Harmony: More Than Just a JVM

May 15, 2005


On the 6th of May, the Apache community took some major steps to further “open up” Java. On this date, a proposal was submitted to create Project Harmony. The proposal requested sponsorship/support for a project to build an open source J2SE implmentation. The proposed project would:

  1. Create a Compatible, independent implementation of J2SE 5 under the Apache License v2.
  2. Create a community-developed modular runtime (VM and class library) architecture to allow independent implementations to share runtime components, and allow independent innovation in runtime components.

This doesn’t sound like much. After all, there have been open source JVM’s (JSR’s) for quite some time. But this is a big deal. Under the terms of previous Java licenses, it was not possible to build a completely open J2SE environment. But the Sun Java 5 license no longer precludes such a development. Consequently, a proposal was submitted to create a completely, open source J2SE. But some of the really interesting pieces of the puzzle weren’t announced with the proposal. They include the following:

  • Apache is not looking to supplant Kafe or Classpath with Harmony. Rather, I think the project team membership is inidcative of widespread support for a community-developed J2SE implementation – including comprehensive class libraries! If anything, the community might well desire the integration of these currently divergent efforts. I know that I do!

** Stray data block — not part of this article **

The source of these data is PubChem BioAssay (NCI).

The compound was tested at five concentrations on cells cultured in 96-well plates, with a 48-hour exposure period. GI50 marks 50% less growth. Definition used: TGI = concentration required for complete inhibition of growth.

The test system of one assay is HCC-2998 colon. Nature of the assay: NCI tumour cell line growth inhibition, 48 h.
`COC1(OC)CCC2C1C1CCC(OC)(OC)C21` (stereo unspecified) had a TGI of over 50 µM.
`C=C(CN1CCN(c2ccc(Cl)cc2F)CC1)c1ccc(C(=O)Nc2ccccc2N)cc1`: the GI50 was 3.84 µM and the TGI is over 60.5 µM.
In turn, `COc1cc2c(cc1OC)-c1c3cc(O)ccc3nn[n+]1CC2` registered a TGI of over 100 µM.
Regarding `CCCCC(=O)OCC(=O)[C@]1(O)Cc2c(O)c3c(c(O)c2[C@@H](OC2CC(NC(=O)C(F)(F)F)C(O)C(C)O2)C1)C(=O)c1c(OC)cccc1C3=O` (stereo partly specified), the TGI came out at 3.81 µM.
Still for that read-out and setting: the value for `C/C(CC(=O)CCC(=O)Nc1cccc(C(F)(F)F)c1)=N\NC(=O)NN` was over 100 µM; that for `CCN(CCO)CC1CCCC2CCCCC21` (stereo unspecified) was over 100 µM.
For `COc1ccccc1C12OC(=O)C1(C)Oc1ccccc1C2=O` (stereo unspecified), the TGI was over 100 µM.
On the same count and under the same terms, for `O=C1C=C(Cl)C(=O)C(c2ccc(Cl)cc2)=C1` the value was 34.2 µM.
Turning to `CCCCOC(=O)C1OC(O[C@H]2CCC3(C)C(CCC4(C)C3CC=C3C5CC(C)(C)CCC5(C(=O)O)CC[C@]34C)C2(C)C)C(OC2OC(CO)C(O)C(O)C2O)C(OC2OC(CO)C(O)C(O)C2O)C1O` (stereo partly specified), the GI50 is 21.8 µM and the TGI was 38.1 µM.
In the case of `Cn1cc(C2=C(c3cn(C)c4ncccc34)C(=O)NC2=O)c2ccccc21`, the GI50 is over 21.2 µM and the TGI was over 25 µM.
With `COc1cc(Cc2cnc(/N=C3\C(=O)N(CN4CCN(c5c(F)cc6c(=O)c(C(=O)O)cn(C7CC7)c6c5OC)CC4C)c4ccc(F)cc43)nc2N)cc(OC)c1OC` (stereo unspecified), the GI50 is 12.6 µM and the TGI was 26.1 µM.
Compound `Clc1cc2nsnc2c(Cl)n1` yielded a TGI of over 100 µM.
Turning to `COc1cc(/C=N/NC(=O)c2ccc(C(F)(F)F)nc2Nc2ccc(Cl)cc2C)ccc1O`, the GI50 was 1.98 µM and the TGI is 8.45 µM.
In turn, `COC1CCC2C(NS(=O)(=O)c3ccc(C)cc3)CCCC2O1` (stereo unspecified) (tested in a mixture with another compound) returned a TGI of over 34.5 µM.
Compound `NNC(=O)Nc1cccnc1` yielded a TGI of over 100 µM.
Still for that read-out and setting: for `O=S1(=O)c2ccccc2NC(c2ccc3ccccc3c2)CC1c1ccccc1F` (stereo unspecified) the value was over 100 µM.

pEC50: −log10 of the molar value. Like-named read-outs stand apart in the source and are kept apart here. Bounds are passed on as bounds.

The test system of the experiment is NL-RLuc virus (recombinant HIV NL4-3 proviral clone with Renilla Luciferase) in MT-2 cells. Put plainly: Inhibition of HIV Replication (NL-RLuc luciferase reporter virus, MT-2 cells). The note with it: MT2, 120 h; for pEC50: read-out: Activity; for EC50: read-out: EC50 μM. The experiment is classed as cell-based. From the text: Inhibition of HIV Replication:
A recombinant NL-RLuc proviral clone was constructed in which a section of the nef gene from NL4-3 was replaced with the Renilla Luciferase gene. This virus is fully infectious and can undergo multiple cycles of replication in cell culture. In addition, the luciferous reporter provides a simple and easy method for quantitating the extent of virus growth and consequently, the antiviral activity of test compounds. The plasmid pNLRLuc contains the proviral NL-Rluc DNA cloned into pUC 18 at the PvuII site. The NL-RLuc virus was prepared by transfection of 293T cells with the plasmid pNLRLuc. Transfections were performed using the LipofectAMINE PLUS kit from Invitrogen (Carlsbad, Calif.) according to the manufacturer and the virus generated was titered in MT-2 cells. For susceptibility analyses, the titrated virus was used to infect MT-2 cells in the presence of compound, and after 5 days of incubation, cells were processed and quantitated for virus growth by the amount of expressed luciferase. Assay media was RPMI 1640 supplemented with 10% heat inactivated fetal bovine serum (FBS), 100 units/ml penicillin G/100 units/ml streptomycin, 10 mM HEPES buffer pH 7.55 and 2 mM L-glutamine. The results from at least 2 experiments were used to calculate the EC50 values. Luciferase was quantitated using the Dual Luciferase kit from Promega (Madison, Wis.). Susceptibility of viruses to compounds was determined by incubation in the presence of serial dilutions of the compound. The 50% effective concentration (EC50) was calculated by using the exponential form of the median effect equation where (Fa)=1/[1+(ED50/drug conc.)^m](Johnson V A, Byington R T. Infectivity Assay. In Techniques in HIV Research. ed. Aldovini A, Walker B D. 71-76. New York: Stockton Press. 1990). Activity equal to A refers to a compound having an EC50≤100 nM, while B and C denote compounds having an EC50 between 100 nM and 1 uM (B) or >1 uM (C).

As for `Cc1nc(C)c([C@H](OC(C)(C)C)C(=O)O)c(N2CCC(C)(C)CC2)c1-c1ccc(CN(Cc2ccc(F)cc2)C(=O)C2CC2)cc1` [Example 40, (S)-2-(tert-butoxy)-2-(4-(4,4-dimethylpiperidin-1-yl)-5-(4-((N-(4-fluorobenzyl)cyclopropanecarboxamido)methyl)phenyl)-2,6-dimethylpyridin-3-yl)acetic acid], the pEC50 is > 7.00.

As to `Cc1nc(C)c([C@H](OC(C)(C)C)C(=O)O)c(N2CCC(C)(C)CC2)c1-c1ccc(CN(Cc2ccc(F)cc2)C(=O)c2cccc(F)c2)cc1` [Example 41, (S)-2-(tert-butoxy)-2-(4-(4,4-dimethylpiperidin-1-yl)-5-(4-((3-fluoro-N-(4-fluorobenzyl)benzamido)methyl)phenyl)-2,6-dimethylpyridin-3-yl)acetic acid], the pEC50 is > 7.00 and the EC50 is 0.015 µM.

• IBM has an interesting “connection” to this project. As some of you may remember, IBM recently acquired Gluecode. So far, so good. And one of the principals at Gluecode is Geir Magnusson. Geir has been the project leader for the Apache Jakarta project since early 2004. He was also the lead noted on the Apache Harmony proposal. And Geir is now an excited IBM employee. While Gluecode was not purchased just to promote Harmony, there are very strong ties between Gluecode and Apache. Indeed, Gluecode has been one of the premier sponsors of the Apache Geronimo project (which would provide J2EE/EJB capabilities in an open source container).

I believe that with the acquisition of Gluecode, IBM is making a clear statement that its Java strategy will include a commodity investment (in Jakarta, Harmony, Geronimo and other Apache efforts) as well as its “boutique” WebSphere line. While the final outcome of this market differentiation is not yet clear, it is clear that IBM wants to put some pressure on the JBoss incursions into WebSphere territory. As for me, I will watch whether or not IBM also decides to invest in the Apache Portals projects.

Finally, I think it’s fascinating to note the comments from some of Sun’s Java luminaries. Graham Hamilton was positively ebullient about Harmony. Indeed, he wishes the Apache Foundation success on its efforts. And Simon Phipps warmly welcomed the Harmony project into existence. I wonder what Mr. Gosling thinks about these developments.




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